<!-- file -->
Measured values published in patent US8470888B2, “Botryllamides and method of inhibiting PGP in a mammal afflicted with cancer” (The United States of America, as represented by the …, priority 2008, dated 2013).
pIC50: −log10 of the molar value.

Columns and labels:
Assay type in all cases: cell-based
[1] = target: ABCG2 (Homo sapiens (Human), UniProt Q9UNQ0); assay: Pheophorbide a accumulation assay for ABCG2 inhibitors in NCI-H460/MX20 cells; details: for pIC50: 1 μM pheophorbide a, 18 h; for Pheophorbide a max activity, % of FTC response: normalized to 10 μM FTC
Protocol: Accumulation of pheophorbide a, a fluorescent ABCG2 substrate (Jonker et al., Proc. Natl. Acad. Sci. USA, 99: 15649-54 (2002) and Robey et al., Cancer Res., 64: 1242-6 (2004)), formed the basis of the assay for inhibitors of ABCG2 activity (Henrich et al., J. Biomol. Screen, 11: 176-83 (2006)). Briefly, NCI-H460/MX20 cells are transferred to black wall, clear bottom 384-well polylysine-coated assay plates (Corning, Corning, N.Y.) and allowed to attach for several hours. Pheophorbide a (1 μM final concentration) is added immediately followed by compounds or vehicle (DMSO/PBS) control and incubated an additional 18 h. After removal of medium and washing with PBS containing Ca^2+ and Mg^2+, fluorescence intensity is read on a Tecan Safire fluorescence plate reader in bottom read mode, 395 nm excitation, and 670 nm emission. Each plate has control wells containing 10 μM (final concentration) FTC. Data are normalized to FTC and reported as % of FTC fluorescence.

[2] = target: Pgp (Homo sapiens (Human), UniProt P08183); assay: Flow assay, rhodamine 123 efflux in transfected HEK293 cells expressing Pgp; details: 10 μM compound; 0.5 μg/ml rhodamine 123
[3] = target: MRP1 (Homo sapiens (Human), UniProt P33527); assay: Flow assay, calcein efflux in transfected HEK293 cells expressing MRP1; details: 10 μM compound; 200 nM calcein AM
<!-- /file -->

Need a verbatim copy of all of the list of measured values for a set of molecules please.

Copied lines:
Measured values published in patent US8470888B2, “Botryllamides and method of inhibiting PGP in a mammal afflicted with cancer” (The United States of America, as represented by the …, priority 2008, dated 2013).
pIC50: −log10 of the molar value.

Columns and labels:
Assay type in all cases: cell-based
[1] = target: ABCG2 (Homo sapiens (Human), UniProt Q9UNQ0); assay: Pheophorbide a accumulation assay for ABCG2 inhibitors in NCI-H460/MX20 cells; details: for pIC50: 1 μM pheophorbide a, 18 h; for Pheophorbide a max activity, % of FTC response: normalized to 10 μM FTC
Protocol: Accumulation of pheophorbide a, a fluorescent ABCG2 substrate (Jonker et al., Proc. Natl. Acad. Sci. USA, 99: 15649-54 (2002) and Robey et al., Cancer Res., 64: 1242-6 (2004)), formed the basis of the assay for inhibitors of ABCG2 activity (Henrich et al., J. Biomol. Screen, 11: 176-83 (2006)). Briefly, NCI-H460/MX20 cells are transferred to black wall, clear bottom 384-well polylysine-coated assay plates (Corning, Corning, N.Y.) and allowed to attach for several hours. Pheophorbide a (1 μM final concentration) is added immediately followed by compounds or vehicle (DMSO/PBS) control and incubated an additional 18 h. After removal of medium and washing with PBS containing Ca^2+ and Mg^2+, fluorescence intensity is read on a Tecan Safire fluorescence plate reader in bottom read mode, 395 nm excitation, and 670 nm emission. Each plate has control wells containing 10 μM (final concentration) FTC. Data are normalized to FTC and reported as % of FTC fluorescence.

[2] = target: Pgp (Homo sapiens (Human), UniProt P08183); assay: Flow assay, rhodamine 123 efflux in transfected HEK293 cells expressing Pgp; details: 10 μM compound; 0.5 μg/ml rhodamine 123
[3] = target: MRP1 (Homo sapiens (Human), UniProt P33527); assay: Flow assay, calcein efflux in transfected HEK293 cells expressing MRP1; details: 10 μM compound; 200 nM calcein AM